Our area's National Weather Service prophets—possibly operating on the theory that if you keep predicting something long enough, it will eventually come true—claimed it was going to rain all day yesterday. Actually, they made this announcement the day before. Come yesterday morning, they'd revised their call, saying rain would move into the region sometime after noon. When noon came, with skies still bright and sunny, I expect they revised their revision—perhaps declaring this thoughtlessly dawdling rain would now arrive in the night, or even…gasp!…not until this morning, though I don't know that to be the case. By then I'd given up listening to their prognostications in favor of simply looking outside. The way I figured, if I observed millions of little water droplets falling out of a cloudy sky, I could safely assume it was raining.
I'm not making fun of our weather experts. Honest. They have a difficult job—impossible, really, since nature remains oblivious to their latest and greatest technology, steadfastly unimpressed by all their charts and data. They're sort of like sports announcers trying to give blow-by-blow details of a boxing match before the fight takes place. Weather forecasting is still guesswork, no matter how fancy a plate it's served up on—as much supposition as science.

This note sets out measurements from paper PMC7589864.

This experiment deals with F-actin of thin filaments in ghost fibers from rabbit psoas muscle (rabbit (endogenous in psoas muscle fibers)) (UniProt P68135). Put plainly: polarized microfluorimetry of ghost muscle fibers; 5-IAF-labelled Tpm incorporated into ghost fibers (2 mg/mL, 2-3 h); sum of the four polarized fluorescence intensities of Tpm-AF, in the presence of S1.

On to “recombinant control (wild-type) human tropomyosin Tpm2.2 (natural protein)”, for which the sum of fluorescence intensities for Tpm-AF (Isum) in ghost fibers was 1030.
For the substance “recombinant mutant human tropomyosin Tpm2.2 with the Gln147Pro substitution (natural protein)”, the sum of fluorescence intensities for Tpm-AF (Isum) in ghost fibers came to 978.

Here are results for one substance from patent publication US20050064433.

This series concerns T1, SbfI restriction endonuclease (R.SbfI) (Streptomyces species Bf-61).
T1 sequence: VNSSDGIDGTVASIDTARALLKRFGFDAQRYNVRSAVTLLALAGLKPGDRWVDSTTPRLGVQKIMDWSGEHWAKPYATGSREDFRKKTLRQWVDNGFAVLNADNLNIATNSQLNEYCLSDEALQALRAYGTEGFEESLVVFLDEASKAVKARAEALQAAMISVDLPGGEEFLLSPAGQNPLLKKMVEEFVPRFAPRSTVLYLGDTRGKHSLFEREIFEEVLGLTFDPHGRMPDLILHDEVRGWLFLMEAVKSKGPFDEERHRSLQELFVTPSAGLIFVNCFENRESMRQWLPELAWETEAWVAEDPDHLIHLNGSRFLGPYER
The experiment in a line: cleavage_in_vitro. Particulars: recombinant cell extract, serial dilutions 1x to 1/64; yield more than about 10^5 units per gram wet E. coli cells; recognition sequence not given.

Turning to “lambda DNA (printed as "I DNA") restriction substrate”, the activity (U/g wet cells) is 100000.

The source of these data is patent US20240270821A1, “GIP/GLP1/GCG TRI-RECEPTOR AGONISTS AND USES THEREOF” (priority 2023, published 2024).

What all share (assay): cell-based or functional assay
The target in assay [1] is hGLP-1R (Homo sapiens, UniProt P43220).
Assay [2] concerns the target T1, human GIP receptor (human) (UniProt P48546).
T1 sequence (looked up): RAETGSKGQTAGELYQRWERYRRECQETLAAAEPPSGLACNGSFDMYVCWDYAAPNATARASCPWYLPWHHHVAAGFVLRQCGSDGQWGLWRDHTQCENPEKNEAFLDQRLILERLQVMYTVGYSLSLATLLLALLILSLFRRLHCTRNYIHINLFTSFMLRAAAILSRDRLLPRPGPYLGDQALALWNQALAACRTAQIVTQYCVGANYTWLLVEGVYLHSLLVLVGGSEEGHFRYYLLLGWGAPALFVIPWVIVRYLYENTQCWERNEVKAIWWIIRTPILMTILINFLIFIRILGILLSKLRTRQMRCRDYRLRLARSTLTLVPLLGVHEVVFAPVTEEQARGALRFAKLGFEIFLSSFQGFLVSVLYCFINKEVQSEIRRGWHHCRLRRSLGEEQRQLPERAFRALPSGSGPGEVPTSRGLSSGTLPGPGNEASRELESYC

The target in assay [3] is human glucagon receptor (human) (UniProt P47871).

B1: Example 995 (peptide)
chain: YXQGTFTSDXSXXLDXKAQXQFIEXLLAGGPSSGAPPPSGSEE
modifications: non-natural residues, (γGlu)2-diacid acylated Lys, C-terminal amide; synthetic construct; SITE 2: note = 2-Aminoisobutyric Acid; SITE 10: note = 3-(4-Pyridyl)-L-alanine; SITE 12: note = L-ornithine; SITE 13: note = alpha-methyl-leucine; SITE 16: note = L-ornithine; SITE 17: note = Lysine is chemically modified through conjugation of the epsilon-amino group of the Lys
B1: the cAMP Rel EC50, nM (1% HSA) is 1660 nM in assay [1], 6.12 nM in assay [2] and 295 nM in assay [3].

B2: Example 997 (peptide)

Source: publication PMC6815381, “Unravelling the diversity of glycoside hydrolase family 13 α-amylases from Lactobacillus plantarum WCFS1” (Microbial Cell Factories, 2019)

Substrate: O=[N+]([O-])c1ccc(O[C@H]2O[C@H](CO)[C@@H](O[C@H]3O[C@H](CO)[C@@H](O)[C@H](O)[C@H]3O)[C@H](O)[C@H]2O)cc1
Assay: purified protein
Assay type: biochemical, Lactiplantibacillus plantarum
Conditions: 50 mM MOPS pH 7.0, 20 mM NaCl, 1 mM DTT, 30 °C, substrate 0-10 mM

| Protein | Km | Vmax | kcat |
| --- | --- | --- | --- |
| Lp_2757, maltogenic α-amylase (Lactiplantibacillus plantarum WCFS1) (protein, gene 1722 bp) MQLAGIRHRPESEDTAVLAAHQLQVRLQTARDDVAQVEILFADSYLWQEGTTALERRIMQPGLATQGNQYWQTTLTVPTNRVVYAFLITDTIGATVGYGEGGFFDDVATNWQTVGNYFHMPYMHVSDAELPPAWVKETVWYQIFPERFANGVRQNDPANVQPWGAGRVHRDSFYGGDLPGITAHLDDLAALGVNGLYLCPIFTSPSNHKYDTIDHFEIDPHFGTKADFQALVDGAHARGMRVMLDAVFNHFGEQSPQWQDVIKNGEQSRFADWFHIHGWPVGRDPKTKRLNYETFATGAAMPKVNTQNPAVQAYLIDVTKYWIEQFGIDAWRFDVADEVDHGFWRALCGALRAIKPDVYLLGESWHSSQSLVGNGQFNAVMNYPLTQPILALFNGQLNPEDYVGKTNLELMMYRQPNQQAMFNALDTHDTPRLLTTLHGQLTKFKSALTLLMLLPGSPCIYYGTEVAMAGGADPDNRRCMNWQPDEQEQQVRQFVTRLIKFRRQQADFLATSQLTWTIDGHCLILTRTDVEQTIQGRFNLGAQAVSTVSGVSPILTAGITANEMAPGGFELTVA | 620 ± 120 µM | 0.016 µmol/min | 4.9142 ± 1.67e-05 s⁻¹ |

(I just checked the current prediction for my area. The rain, they say, will be here after noon, three hours from now. Looking out my window, I see it is raining. Hmmm…)
Why these weather musings? Well, because it's Saturday morning, and I'd rather be out: a) taking photos and walking in the woods; b) planting seeds and preparing seed/plant beds; c) adding more rock slabs to my pseudo-flagstone walk; d) fishing. Instead, it looks as though I'll be relegated to: e) working inside; and f) grumbling about the weather.
Yes, we need rain. The annual seeds I stuck in the ground more than a week ago need rain. The flowers and bushes I planted need rain. The iron-hard ground where I'm laying my pseudo-flagstone walkway needs rain, which will subsequently benefit my back if I can dig with a shovel rather than a pick-axe. The river and fish therein need their fresh drink, too. And God knows, the lawn always welcomes rain, which keeps the lawnmower happy.
I'm just not in the mood for rain today. Not in the mood for these light showers and gloomy skies. And neither, apparently, is the great blue heron I photographed in the nether-light of what passed for a late dawn this morning. The big bird and fellow fisherman has been flapping from one riffle to another for hours, unsettled, unable to find a place he likes—restless and moody as me in his own way.
I'd fly off, too, if I could…